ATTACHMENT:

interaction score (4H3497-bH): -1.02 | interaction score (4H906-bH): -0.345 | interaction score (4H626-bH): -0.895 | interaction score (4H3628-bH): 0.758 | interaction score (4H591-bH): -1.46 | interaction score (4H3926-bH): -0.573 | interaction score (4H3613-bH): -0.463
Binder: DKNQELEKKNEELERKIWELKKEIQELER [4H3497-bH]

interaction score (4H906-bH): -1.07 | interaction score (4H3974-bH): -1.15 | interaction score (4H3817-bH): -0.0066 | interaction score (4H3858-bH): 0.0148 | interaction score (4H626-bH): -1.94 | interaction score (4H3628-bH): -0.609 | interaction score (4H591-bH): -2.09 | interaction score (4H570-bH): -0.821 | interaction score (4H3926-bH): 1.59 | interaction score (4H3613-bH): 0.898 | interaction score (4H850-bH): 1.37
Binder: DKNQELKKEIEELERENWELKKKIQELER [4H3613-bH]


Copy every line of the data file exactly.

interaction score (4H3497-bH): -1.02 | interaction score (4H906-bH): -0.345 | interaction score (4H626-bH): -0.895 | interaction score (4H3628-bH): 0.758 | interaction score (4H591-bH): -1.46 | interaction score (4H3926-bH): -0.573 | interaction score (4H3613-bH): -0.463
Binder: DKNQELEKKNEELERKIWELKKEIQELER [4H3497-bH]

interaction score (4H906-bH): -1.07 | interaction score (4H3974-bH): -1.15 | interaction score (4H3817-bH): -0.0066 | interaction score (4H3858-bH): 0.0148 | interaction score (4H626-bH): -1.94 | interaction score (4H3628-bH): -0.609 | interaction score (4H591-bH): -2.09 | interaction score (4H570-bH): -0.821 | interaction score (4H3926-bH): 1.59 | interaction score (4H3613-bH): 0.898 | interaction score (4H850-bH): 1.37
Binder: DKNQELKKEIEELERENWELKKKIQELER [4H3613-bH]